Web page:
Pirelli says Formula 1 camber row now over

Pirelli thinks the controversy over camber settings in Formula 1 is now at an end, with the tyre company confident that a clampdown on the matter at Monza means there should be no issues in the Italian GP

Pirelli says Formula 1 camber row now over

With there having been a big focus on the issue after the Belgian GP, following the blistering issues that Red Bull Racing encountered, Pirelli issued a more conservative camber guideline for the high-speed Monza track.

And eager to ensure that no team was tempted to go beyond that limit, the FIA stepped in to make that limit mandatory - with the possibility of exclusion from the race if any car was found to be beyond the limit.

Pirelli director of motorsport Paul Hembery told AUTOSPORT that the situation in Monza this weekend was normal, and he was happy with how the matter had been dealt with.

"One of our worries was that maybe we had been a little bit too cautious, and sometimes people have designed their car in a certain way that it could move some issues to another part of the tyre, or another tyre on the chassis," he said.

"So we just wanted to at least have Friday to review the situation, get a good picture and in the end we believed the correct level was the ones we gave, although perhaps the rear was too generous. We just wanted to make sure that it was confirmed.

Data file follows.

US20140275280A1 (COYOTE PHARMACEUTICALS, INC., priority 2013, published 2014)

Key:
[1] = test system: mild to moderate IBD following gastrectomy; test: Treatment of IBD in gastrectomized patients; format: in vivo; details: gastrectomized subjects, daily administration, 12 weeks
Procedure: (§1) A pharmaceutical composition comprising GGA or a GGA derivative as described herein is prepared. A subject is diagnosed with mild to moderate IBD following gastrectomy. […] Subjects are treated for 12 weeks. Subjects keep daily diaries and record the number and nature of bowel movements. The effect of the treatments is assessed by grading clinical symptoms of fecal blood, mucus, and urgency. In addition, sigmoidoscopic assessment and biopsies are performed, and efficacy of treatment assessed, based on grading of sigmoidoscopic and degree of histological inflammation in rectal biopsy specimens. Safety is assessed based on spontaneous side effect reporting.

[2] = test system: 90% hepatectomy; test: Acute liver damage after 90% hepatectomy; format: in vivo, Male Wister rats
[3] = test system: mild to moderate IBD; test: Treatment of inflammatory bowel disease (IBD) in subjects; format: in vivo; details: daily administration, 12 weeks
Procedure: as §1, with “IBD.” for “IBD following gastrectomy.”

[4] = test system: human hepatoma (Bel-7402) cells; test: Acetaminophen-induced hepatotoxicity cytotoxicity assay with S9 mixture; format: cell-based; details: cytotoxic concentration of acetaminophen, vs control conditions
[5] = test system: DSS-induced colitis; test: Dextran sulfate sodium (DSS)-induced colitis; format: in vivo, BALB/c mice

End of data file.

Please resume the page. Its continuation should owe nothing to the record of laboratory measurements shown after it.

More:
"But we felt that if we had a situation where somebody was going to exaggerate [the camber] too far, then you could feel uncomfortable - so we asked the FIA to have the potential to make it mandatory. It was their prerogative.

"The matter was a one-off though. We haven't had any issues before and probably if we had been to Spa and run in the dry then we would probably not have asked for it here. We were left in a situation that made everyone's life more difficult than it needed to be."

Hembery says the soft compound at Monza is lasting longer than Pirelli had predicted ahead of the Italian Grand Prix, with him expecting a two-stop strategy this afternoon.

"The soft is lasting about 15 laps," he said. "There is some difference between teams though, and some teams might get a little more out of them as they have been lighter on them. So the strategy will be interesting.

"We saw in Spa when Mark Webber did a double-stint on the medium tyre and got a great result, and then having a new set of softs at the end with a light fuel load and a fast car, that he was carving through the field. I am quite sure they will want to do something similar to that again."

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